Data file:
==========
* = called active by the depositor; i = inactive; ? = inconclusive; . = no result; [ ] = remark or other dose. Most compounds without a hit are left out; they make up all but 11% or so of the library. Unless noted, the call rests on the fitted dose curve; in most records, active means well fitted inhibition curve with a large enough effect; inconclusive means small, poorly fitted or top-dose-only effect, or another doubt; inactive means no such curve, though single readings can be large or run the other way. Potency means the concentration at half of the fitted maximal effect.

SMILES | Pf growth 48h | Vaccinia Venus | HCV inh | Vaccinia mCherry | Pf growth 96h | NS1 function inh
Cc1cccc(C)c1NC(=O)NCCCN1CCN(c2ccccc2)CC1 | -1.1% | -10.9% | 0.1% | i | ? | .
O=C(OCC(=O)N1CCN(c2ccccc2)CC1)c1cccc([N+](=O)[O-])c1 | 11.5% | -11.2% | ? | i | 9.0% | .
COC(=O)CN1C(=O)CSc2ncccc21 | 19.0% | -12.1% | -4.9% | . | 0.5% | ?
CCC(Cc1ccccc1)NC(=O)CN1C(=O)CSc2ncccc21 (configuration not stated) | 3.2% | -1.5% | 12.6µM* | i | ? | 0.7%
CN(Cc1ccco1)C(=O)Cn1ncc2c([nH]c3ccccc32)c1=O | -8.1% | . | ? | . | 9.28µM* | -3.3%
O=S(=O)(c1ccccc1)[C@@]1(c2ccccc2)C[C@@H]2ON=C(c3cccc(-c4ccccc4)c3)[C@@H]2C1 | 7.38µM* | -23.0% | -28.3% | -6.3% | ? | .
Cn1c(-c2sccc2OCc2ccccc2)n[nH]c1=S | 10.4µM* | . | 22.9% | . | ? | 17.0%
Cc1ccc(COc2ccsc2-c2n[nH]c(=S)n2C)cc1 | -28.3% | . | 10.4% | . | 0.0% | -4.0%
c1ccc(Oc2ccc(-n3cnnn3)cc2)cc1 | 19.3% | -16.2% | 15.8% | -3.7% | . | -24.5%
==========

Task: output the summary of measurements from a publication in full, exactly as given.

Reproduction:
* = called active by the depositor; i = inactive; ? = inconclusive; . = no result; [ ] = remark or other dose. Most compounds without a hit are left out; they make up all but 11% or so of the library. Unless noted, the call rests on the fitted dose curve; in most records, active means well fitted inhibition curve with a large enough effect; inconclusive means small, poorly fitted or top-dose-only effect, or another doubt; inactive means no such curve, though single readings can be large or run the other way. Potency means the concentration at half of the fitted maximal effect.

SMILES | Pf growth 48h | Vaccinia Venus | HCV inh | Vaccinia mCherry | Pf growth 96h | NS1 function inh
Cc1cccc(C)c1NC(=O)NCCCN1CCN(c2ccccc2)CC1 | -1.1% | -10.9% | 0.1% | i | ? | .
O=C(OCC(=O)N1CCN(c2ccccc2)CC1)c1cccc([N+](=O)[O-])c1 | 11.5% | -11.2% | ? | i | 9.0% | .
COC(=O)CN1C(=O)CSc2ncccc21 | 19.0% | -12.1% | -4.9% | . | 0.5% | ?
CCC(Cc1ccccc1)NC(=O)CN1C(=O)CSc2ncccc21 (configuration not stated) | 3.2% | -1.5% | 12.6µM* | i | ? | 0.7%
CN(Cc1ccco1)C(=O)Cn1ncc2c([nH]c3ccccc32)c1=O | -8.1% | . | ? | . | 9.28µM* | -3.3%
O=S(=O)(c1ccccc1)[C@@]1(c2ccccc2)C[C@@H]2ON=C(c3cccc(-c4ccccc4)c3)[C@@H]2C1 | 7.38µM* | -23.0% | -28.3% | -6.3% | ? | .
Cn1c(-c2sccc2OCc2ccccc2)n[nH]c1=S | 10.4µM* | . | 22.9% | . | ? | 17.0%
Cc1ccc(COc2ccsc2-c2n[nH]c(=S)n2C)cc1 | -28.3% | . | 10.4% | . | 0.0% | -4.0%
c1ccc(Oc2ccc(-n3cnnn3)cc2)cc1 | 19.3% | -16.2% | 15.8% | -3.7% | . | -24.5%